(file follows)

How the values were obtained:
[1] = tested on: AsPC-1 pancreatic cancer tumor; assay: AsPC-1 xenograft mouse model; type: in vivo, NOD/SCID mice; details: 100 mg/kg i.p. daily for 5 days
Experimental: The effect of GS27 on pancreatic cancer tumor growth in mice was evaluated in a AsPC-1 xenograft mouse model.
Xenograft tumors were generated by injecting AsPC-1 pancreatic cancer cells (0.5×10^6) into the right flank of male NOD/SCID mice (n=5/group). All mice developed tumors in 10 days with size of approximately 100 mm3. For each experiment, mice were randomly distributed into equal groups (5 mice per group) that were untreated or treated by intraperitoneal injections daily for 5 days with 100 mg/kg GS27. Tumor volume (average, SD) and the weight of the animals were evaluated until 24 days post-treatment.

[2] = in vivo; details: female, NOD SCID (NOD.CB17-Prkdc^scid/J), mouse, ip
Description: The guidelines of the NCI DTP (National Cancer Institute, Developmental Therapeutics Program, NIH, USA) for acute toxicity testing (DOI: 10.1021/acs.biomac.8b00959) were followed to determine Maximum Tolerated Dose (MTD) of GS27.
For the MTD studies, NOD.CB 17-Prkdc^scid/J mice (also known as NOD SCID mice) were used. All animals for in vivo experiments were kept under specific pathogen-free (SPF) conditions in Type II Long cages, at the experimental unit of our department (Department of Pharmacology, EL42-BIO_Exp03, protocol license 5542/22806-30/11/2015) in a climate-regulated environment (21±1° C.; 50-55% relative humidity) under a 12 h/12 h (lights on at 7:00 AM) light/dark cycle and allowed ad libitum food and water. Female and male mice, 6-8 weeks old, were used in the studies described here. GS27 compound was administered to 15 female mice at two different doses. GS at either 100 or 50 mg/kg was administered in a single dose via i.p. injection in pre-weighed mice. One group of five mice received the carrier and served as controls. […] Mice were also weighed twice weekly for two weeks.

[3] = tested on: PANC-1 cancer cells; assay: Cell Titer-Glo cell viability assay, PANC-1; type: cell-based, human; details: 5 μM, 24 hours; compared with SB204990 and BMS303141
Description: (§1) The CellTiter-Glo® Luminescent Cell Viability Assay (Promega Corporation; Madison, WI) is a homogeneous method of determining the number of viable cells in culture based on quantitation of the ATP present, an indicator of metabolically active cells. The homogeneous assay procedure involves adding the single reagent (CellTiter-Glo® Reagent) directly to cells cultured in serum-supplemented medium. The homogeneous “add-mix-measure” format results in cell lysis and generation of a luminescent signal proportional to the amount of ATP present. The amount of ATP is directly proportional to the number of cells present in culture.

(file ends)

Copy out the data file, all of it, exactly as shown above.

How the values were obtained:
[1] = tested on: AsPC-1 pancreatic cancer tumor; assay: AsPC-1 xenograft mouse model; type: in vivo, NOD/SCID mice; details: 100 mg/kg i.p. daily for 5 days
Experimental: The effect of GS27 on pancreatic cancer tumor growth in mice was evaluated in a AsPC-1 xenograft mouse model.
Xenograft tumors were generated by injecting AsPC-1 pancreatic cancer cells (0.5×10^6) into the right flank of male NOD/SCID mice (n=5/group). All mice developed tumors in 10 days with size of approximately 100 mm3. For each experiment, mice were randomly distributed into equal groups (5 mice per group) that were untreated or treated by intraperitoneal injections daily for 5 days with 100 mg/kg GS27. Tumor volume (average, SD) and the weight of the animals were evaluated until 24 days post-treatment.

[2] = in vivo; details: female, NOD SCID (NOD.CB17-Prkdc^scid/J), mouse, ip
Description: The guidelines of the NCI DTP (National Cancer Institute, Developmental Therapeutics Program, NIH, USA) for acute toxicity testing (DOI: 10.1021/acs.biomac.8b00959) were followed to determine Maximum Tolerated Dose (MTD) of GS27.
For the MTD studies, NOD.CB 17-Prkdc^scid/J mice (also known as NOD SCID mice) were used. All animals for in vivo experiments were kept under specific pathogen-free (SPF) conditions in Type II Long cages, at the experimental unit of our department (Department of Pharmacology, EL42-BIO_Exp03, protocol license 5542/22806-30/11/2015) in a climate-regulated environment (21±1° C.; 50-55% relative humidity) under a 12 h/12 h (lights on at 7:00 AM) light/dark cycle and allowed ad libitum food and water. Female and male mice, 6-8 weeks old, were used in the studies described here. GS27 compound was administered to 15 female mice at two different doses. GS at either 100 or 50 mg/kg was administered in a single dose via i.p. injection in pre-weighed mice. One group of five mice received the carrier and served as controls. […] Mice were also weighed twice weekly for two weeks.

[3] = tested on: PANC-1 cancer cells; assay: Cell Titer-Glo cell viability assay, PANC-1; type: cell-based, human; details: 5 μM, 24 hours; compared with SB204990 and BMS303141
Description: (§1) The CellTiter-Glo® Luminescent Cell Viability Assay (Promega Corporation; Madison, WI) is a homogeneous method of determining the number of viable cells in culture based on quantitation of the ATP present, an indicator of metabolically active cells. The homogeneous assay procedure involves adding the single reagent (CellTiter-Glo® Reagent) directly to cells cultured in serum-supplemented medium. The homogeneous “add-mix-measure” format results in cell lysis and generation of a luminescent signal proportional to the amount of ATP present. The amount of ATP is directly proportional to the number of cells present in culture.